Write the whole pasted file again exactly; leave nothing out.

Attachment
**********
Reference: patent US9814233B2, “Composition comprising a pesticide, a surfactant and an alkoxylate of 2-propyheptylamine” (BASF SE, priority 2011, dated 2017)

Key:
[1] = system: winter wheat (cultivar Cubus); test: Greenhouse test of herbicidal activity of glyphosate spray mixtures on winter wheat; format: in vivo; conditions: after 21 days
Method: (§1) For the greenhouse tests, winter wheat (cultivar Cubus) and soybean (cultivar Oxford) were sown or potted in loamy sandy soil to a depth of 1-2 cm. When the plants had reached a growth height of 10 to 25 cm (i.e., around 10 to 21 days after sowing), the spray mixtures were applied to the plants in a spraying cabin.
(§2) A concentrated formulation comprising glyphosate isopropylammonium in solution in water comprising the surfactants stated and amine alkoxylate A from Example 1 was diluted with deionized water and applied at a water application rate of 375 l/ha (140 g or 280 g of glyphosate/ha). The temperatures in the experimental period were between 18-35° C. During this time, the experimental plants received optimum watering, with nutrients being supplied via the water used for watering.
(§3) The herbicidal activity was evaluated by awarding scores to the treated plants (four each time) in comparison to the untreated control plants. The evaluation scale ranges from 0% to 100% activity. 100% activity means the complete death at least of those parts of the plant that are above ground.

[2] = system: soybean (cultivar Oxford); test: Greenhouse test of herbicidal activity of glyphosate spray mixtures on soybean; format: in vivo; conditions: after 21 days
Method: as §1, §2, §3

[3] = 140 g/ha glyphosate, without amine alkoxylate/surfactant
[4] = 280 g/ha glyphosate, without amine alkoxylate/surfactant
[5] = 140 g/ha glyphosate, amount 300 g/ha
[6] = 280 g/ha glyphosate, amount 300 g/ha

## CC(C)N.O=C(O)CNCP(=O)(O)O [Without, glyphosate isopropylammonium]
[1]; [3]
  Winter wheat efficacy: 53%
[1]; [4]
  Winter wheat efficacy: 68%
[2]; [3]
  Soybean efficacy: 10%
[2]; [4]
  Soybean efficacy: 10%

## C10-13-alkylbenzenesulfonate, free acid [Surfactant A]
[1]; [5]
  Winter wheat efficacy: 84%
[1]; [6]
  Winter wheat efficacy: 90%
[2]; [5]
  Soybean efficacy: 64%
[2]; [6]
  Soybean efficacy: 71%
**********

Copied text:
Reference: patent US9814233B2, “Composition comprising a pesticide, a surfactant and an alkoxylate of 2-propyheptylamine” (BASF SE, priority 2011, dated 2017)

Key:
[1] = system: winter wheat (cultivar Cubus); test: Greenhouse test of herbicidal activity of glyphosate spray mixtures on winter wheat; format: in vivo; conditions: after 21 days
Method: (§1) For the greenhouse tests, winter wheat (cultivar Cubus) and soybean (cultivar Oxford) were sown or potted in loamy sandy soil to a depth of 1-2 cm. When the plants had reached a growth height of 10 to 25 cm (i.e., around 10 to 21 days after sowing), the spray mixtures were applied to the plants in a spraying cabin.
(§2) A concentrated formulation comprising glyphosate isopropylammonium in solution in water comprising the surfactants stated and amine alkoxylate A from Example 1 was diluted with deionized water and applied at a water application rate of 375 l/ha (140 g or 280 g of glyphosate/ha). The temperatures in the experimental period were between 18-35° C. During this time, the experimental plants received optimum watering, with nutrients being supplied via the water used for watering.
(§3) The herbicidal activity was evaluated by awarding scores to the treated plants (four each time) in comparison to the untreated control plants. The evaluation scale ranges from 0% to 100% activity. 100% activity means the complete death at least of those parts of the plant that are above ground.

[2] = system: soybean (cultivar Oxford); test: Greenhouse test of herbicidal activity of glyphosate spray mixtures on soybean; format: in vivo; conditions: after 21 days
Method: as §1, §2, §3

[3] = 140 g/ha glyphosate, without amine alkoxylate/surfactant
[4] = 280 g/ha glyphosate, without amine alkoxylate/surfactant
[5] = 140 g/ha glyphosate, amount 300 g/ha
[6] = 280 g/ha glyphosate, amount 300 g/ha

## CC(C)N.O=C(O)CNCP(=O)(O)O [Without, glyphosate isopropylammonium]
[1]; [3]
  Winter wheat efficacy: 53%
[1]; [4]
  Winter wheat efficacy: 68%
[2]; [3]
  Soybean efficacy: 10%
[2]; [4]
  Soybean efficacy: 10%

## C10-13-alkylbenzenesulfonate, free acid [Surfactant A]
[1]; [5]
  Winter wheat efficacy: 84%
[1]; [6]
  Winter wheat efficacy: 90%
[2]; [5]
  Soybean efficacy: 64%
[2]; [6]
  Soybean efficacy: 71%